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Jepchirchir: God help me break New York City Marathon jinx

WOMEN IN SPORTS By Jonathan Komen | November 6th 2021 | 2 min read
Peres Jepchirchir, of Kenya, celebrates as she crosses the finish line to win the women's marathon at the 2020 Summer Olympics, Saturday, Aug. 7, 2021, in Sapporo, Japan. (AP )

Olympic Marathon champion Peres Jepchirchir will attempt to make history at the 50th New York City Marathon tomorrow.  

The 28-year-old athlete longs to become the first Olympic champion to win the 42km at the five boroughs –a feat no Olympic champion has achieved.

New York Marathon has shown no respect for Olympic champions. They include Frank Shorter, Stefano Baldini, Stephen Kiprotich and Joan Benoit Samuelson. Two-time Olympic champion Eliud Kipchoge has not competed in the Big Apple race.

American Frank Shorter, who won the gold medal in Munich in 1972 and the silver medal in 1976, finished second in New York in 1976, did not finish in 1977, was 12th in 1978, and seventh in 1979. Italian Stefano Baldini won the Olympic Marathon in Athens in 2004, then placed sixth in New York in 2006 and fourth in 2007. 

Stephen Kiprotich of Uganda, the 2012 Olympic champion, finished 12th in New York in 2013 and fifth in 2014.  Joan Benoit Samuelson, winner of the inaugural Olympic Marathon for women in Los Angeles in 1984, finished third in 1988 and sixth in 1991.  In the 1988 race Samuelson was tripped by a boy handing out cups of water which sent her tumbling to the pavement near the 21-mile mark.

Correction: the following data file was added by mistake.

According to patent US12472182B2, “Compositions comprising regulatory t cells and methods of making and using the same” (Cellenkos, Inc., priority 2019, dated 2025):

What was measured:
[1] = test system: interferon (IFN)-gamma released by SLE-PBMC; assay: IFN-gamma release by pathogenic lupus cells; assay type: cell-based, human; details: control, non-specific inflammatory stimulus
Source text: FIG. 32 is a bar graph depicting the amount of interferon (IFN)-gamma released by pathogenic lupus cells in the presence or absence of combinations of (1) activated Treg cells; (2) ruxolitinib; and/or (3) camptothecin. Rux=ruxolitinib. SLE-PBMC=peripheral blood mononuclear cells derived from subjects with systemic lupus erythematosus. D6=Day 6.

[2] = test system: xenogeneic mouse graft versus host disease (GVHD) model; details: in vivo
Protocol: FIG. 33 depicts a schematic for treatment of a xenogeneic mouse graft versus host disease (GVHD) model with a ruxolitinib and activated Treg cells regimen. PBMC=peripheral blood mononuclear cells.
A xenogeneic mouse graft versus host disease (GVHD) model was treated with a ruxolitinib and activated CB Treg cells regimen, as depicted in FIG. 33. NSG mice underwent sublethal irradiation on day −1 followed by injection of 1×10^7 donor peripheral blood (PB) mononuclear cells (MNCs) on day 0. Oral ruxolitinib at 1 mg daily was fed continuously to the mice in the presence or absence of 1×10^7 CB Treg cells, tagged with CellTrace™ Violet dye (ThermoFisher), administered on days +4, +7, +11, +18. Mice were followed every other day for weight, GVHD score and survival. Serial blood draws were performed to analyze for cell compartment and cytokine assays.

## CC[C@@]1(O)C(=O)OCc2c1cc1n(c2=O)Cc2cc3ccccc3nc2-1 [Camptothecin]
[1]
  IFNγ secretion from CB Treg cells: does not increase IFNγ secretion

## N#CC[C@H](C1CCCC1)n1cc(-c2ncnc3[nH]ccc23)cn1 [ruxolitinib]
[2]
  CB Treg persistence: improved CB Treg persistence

Jepchirchir, who is the only sibling in a family of 24 to take up athletics, said: “The course is not easy, but I will try my best. I know we have strong women.  I am going to go and try my best to see how I am going to go to run.  I know it’s not easy.”  

Jepchirchir, twice the world half-marathon champion and the world 21km record holder for women’s-only race, produced a brilliant showing at the Olympic Games in Sapporo in August.

She became just the second Kenyan woman to win the Olympic Marathon title since the event was added to The Games in 1984 in Los Angeles.

“It was so hot, it was not easy,” Jepchirchir said that day.  “I’m just thankful I managed [to cope] with that weather.”

Jepchirchir will strive to lower Margaret Okayo’s course record set in 2003 and should she make it, she would earn $50,000 bonus and $100,000 prize money.

Other Kenyan women are Violah Cheptoo Lagat, Grace Kahura, and Nancy Kiprop. Interestingly, Lagat will make her debut while her elder brother and former world 1500m champion Bernard Lagat of USA will do the race commentary.

World 21km record holder Kibiwott Kandie and Ethiopia’s Kenenisa Bekele are both set to make their debut at the New york Marathon. 

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